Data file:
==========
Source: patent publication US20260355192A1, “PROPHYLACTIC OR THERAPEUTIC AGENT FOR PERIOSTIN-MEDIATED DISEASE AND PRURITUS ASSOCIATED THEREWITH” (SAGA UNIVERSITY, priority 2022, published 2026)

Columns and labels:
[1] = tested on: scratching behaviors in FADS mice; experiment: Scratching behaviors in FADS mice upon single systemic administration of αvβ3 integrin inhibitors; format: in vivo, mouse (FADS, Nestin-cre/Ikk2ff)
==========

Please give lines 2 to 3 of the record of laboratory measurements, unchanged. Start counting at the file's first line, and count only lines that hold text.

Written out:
Columns and labels:
[1] = tested on: scratching behaviors in FADS mice; experiment: Scratching behaviors in FADS mice upon single systemic administration of αvβ3 integrin inhibitors; format: in vivo, mouse (FADS, Nestin-cre/Ikk2ff)